Katherine White

Katherine White
University of British Columbia - Vancouver | UBC · Sauder School of Business

About

53
Publications
77,697
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6,215
Citations
Citations since 2016
21 Research Items
4177 Citations
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20162017201820192020202120220200400600800

Publications

Publications (53)
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Over the past several decades, scholars have highlighted the obligations and opportunities for marketing as a discipline to play a role in creating a better world-or risk becoming irrelevant for the largest problems facing consumers and society. This paper provides a framework to enhance the relevance and rigor of research in marketing that not onl...
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We review recent articles on how to change consumer behavior in ways that improve climate impacts, with a special focus on those articles using experimental interventions and measuring actual behaviors. We organize the findings using the SHIFT framework to categorize behavior change strategies based on five psychological factors: Social influence (...
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Amidst the economic, political, and social turmoil caused by the COVID-19 pandemic, contrasting responses to government mandated and recommended mitigation strategies have posed many challenges for governments as they seek to persuade individuals to adhere to prevention guidelines. Much research has subsequently examined the tendency of individuals...
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Spending time in nature has many psychological benefits for people, including stress reduction and improved mood. Using behavioral measures and field study settings, we demonstrate that exposure to nature also leads to prosocial behaviors, such as increasing charitable donations. We show these prosocial effects are explained by an increased sense o...
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The potential for deceased donor organ transplants to save lives is severely limited by the number of people registered as donors around the world. Various national and regional health organizations often emphasize low registration rates (i.e. low descriptive norms) in an effort to demonstrate need and encourage registration. However, we predict an...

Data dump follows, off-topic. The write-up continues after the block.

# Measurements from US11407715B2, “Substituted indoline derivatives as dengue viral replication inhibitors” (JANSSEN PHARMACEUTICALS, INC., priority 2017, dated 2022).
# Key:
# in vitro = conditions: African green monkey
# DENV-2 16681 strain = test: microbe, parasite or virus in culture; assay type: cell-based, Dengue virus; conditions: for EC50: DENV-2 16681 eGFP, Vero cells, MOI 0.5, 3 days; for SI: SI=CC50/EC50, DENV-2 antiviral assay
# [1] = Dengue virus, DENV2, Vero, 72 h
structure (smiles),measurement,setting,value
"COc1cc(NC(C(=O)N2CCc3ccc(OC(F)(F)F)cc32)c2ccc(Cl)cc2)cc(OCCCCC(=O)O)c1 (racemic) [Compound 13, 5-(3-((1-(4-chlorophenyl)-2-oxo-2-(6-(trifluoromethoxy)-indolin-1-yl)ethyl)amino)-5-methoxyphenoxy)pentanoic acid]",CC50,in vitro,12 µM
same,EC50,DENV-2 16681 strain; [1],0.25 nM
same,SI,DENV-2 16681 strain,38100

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Crowdfunding has emerged as an alternative means of financing new ventures wherein a large number of individuals collectively back a project. This research specifically looks at reward-based crowdfunding, where those who take part in the crowdfunding process receive the new product for which funding is sought in return for their financial support....
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This research merges literature from organizational behavior and marketing to garner insight into how organizations can maximize the benefits of Corporate Social Responsibility (CSR) for enhanced CSR and organizational engagement of employees. Across two field experiments, the authors demonstrate that the effectiveness of employee co-creation activ...
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Past research demonstrates that reminders of one’s own mortality can lead to materialistic and self-serving consumer behaviors. In contrast, across five studies, we explore a condition under which mortality salience (MS) leads to increased tendency to give away one’s possessions—when the donation act is high in transcendence potential. We propose a...
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This research documents how negative reviews, when perceived as unfair, can activate feelings of empathy toward firms that have been wronged. Six studies and four supplemental experiments provide converging evidence that this experienced empathy for the firm motivates supportive consumer responses such as paying higher purchase prices and reporting...